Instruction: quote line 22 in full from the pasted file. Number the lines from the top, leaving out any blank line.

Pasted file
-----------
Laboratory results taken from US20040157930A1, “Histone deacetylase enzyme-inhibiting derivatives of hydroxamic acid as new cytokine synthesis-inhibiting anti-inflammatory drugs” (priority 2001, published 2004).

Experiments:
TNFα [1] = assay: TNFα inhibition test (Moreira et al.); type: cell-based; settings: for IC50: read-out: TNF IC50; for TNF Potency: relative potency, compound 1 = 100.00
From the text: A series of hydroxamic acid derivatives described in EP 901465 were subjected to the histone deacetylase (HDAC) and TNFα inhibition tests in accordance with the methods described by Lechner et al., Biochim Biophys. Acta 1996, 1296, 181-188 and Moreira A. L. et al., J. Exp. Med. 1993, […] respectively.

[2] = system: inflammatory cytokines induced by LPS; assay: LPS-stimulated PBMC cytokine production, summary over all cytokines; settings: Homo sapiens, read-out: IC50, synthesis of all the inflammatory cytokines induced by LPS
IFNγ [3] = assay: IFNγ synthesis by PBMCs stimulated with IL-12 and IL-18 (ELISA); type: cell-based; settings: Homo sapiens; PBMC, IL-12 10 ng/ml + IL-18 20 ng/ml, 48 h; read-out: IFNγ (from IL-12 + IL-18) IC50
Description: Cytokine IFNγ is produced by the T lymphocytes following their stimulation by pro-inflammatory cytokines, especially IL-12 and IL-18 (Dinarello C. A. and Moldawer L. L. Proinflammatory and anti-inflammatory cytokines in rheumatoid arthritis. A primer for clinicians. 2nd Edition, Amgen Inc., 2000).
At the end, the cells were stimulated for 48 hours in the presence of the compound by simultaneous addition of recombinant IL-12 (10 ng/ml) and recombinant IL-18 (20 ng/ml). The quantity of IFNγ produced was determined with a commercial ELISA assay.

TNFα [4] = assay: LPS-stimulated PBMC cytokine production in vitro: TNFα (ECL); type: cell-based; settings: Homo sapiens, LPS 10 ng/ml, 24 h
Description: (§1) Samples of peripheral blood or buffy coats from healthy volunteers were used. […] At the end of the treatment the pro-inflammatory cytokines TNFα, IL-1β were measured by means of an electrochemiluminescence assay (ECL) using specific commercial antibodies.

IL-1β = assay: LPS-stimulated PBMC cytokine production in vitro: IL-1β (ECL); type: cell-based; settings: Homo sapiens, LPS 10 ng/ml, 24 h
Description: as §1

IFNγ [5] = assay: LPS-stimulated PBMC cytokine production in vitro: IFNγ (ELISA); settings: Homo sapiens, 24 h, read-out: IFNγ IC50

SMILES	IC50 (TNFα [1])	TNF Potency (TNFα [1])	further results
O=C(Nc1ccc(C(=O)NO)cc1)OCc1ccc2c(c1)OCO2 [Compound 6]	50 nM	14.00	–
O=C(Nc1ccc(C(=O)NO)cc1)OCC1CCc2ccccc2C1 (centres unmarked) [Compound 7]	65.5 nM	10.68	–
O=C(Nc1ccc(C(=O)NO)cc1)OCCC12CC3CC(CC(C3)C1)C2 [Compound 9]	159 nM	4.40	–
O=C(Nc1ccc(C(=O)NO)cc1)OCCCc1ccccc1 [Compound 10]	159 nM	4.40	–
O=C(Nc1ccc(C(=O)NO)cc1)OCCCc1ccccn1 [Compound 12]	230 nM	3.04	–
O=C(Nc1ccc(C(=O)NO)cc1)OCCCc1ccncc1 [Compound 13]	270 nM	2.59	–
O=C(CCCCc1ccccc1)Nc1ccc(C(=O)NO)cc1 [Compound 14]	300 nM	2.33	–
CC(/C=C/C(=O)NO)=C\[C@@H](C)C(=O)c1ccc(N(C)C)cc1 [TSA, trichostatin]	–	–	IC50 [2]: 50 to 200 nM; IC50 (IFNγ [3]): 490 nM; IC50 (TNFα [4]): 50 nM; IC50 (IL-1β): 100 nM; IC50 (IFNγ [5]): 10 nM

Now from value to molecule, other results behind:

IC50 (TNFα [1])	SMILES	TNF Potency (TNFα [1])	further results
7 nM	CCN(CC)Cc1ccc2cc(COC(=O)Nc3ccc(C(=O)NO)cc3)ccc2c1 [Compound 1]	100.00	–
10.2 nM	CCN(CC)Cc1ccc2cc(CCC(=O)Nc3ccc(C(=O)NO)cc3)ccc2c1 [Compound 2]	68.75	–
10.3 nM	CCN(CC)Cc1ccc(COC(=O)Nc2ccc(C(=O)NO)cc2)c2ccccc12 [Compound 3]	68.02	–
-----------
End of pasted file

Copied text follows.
CC(/C=C/C(=O)NO)=C\[C@@H](C)C(=O)c1ccc(N(C)C)cc1 [TSA, trichostatin]	–	–	IC50 [2]: 50 to 200 nM; IC50 (IFNγ [3]): 490 nM; IC50 (TNFα [4]): 50 nM; IC50 (IL-1β): 100 nM; IC50 (IFNγ [5]): 10 nM